The first destination today was the secluded and atmospheric Shankh monastery. It was founded in 1648 and is said to have once housed Chinggis Khan’s black military banner. At one time the monastery was home to more than 1500 monks. Along with Erdene Zuu (more about it later) it is the only monastery in the region to have survived the 1937 purge.
It was closed in 1937, temples were burnt and many monks were shipped off to Siberia. Some of those who survived helped to reopen the place in early 1990s.
About 25kms north of Shankh is the town of Kharkhorin, current name for Mongolia’s famed 13th century capital Karakorum. Having been somewhat disappointed arriving in modern day Samarkhand, we knew better than to expect the glories of the Middle Ages at Kharkhorin, a small nondescript Soviet built town.
But in the mid-13th century, Karakorum, as it was then called, was a happening place. Chinggis Khan established a supply base here, and his son Ogedei ordered the construction of a proper capital, a decree that attracted traders, dignitaries and skilled workers from across Asia and Europe. The prosperous times lasted 40 years until Kublai moved the capital to Khanbalik (near Beijing), a decision that still incites some resentment among some Mongolians. Following the move to Beijing and the subsequent collapse of the Mongol empire, Karakorum was abandoned and then destroyed by vengeful Manchurian soldiers in 1388. Whatever was left of Karakorum was used to build the enormous monastery Erdene Zuu Khidd (Hundred Treasures monastery), which itself was badly damaged during the Stalinist purges.
The remains of this 16th century monastery is currently the main draw and offers some evocative insights into the region’s golden era. Set in a scenic valley, it was founded in 1586 by Altai Khaan and was the first Buddhist monastery in Mongolia. It went through periods of prosperity and neglect until 1937 when the Stalinist purges put it completely out of business. With the collapse of communism in 1990, religious freedom was restored and the monastery became active again. Today it is considered the most important monastery in the country though it is a shadow of what it once was. There are three temples in the compound which were not destroyed in the 1930s and are dedicated to the three stages of Buddha’s life: childhood, adolescence and adulthood.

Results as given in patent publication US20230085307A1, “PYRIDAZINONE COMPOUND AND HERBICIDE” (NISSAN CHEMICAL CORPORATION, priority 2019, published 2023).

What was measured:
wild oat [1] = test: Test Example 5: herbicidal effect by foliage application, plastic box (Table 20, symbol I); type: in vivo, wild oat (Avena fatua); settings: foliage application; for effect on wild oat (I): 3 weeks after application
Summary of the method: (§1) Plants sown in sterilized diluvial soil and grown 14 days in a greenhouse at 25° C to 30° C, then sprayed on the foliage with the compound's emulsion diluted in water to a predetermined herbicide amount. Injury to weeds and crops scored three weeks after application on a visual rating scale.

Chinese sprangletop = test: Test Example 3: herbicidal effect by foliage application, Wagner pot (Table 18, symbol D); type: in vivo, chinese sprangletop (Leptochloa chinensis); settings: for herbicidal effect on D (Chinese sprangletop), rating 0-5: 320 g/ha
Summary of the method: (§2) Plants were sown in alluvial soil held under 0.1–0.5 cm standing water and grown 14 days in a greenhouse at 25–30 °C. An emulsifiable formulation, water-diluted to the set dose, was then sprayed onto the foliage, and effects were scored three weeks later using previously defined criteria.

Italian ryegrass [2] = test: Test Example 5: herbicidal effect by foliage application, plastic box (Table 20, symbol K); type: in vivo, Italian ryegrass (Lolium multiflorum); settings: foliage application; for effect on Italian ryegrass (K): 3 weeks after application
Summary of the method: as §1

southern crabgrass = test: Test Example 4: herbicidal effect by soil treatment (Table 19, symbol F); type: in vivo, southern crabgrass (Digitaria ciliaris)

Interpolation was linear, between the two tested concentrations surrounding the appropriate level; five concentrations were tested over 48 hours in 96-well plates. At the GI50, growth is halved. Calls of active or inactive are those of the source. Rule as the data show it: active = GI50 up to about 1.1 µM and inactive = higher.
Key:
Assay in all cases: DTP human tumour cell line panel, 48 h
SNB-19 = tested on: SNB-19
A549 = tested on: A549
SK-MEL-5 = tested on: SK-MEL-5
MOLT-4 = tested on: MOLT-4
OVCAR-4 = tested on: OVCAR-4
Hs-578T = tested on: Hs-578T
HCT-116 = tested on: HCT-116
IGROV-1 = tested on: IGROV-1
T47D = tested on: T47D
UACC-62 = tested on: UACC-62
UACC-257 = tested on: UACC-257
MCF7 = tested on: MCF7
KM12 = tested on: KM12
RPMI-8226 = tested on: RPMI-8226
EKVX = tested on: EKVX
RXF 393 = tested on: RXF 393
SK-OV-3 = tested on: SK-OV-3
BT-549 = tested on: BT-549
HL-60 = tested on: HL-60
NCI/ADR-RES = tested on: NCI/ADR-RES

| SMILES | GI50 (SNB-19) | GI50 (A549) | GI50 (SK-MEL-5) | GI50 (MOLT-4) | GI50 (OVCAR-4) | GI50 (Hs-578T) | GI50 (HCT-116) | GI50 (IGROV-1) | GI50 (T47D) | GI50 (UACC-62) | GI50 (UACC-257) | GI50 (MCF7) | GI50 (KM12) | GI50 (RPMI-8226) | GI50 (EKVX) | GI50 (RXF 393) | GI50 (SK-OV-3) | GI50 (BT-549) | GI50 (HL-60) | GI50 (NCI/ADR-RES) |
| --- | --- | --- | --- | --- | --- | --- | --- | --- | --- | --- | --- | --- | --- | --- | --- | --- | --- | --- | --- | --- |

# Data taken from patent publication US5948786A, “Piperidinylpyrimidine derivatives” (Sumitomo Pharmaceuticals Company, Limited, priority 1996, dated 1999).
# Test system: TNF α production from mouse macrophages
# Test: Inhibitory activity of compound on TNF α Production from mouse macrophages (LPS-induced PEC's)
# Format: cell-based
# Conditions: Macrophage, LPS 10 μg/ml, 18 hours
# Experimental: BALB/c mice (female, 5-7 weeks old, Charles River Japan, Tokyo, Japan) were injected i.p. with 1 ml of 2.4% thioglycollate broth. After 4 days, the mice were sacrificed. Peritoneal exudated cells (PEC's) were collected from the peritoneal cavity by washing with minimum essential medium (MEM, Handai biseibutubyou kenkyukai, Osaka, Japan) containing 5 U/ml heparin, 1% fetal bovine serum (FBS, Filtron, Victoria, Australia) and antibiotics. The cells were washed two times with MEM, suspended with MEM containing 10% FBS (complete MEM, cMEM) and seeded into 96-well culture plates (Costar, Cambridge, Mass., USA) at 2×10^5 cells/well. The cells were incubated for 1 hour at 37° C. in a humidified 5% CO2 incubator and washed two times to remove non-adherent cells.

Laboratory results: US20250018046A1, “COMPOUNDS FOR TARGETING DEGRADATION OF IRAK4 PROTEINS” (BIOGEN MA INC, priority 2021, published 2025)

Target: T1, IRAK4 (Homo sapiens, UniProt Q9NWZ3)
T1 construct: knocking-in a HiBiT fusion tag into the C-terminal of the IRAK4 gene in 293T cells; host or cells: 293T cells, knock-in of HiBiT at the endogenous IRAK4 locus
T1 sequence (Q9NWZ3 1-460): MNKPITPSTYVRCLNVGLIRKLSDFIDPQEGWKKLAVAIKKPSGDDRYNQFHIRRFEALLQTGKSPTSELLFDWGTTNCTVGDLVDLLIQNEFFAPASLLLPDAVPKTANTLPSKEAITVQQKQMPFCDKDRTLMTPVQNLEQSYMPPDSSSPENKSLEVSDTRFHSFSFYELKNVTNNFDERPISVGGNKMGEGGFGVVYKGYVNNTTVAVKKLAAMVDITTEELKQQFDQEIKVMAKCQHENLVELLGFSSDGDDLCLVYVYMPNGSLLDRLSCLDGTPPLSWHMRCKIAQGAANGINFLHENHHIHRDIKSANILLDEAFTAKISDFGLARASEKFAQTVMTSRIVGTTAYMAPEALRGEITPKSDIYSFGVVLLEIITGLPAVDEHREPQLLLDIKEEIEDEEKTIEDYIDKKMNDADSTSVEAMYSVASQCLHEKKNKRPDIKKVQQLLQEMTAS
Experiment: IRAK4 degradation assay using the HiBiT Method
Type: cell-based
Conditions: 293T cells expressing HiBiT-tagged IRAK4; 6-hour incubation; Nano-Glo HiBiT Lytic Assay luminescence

Outside the monastery is a large stone turtle. Four of these once marked the boundaries of ancient Karakorum, acting as protectors of the city. Turtles are considered symbols of eternity. Each turtle originally had an inscribed stone stela mounted vertically on its back.
Next door is the small but beautifully designed and well displayed Karakorum Museum. The exhibits include artifacts dating from the 13th and 14th centuries that were recovered from the immediate area.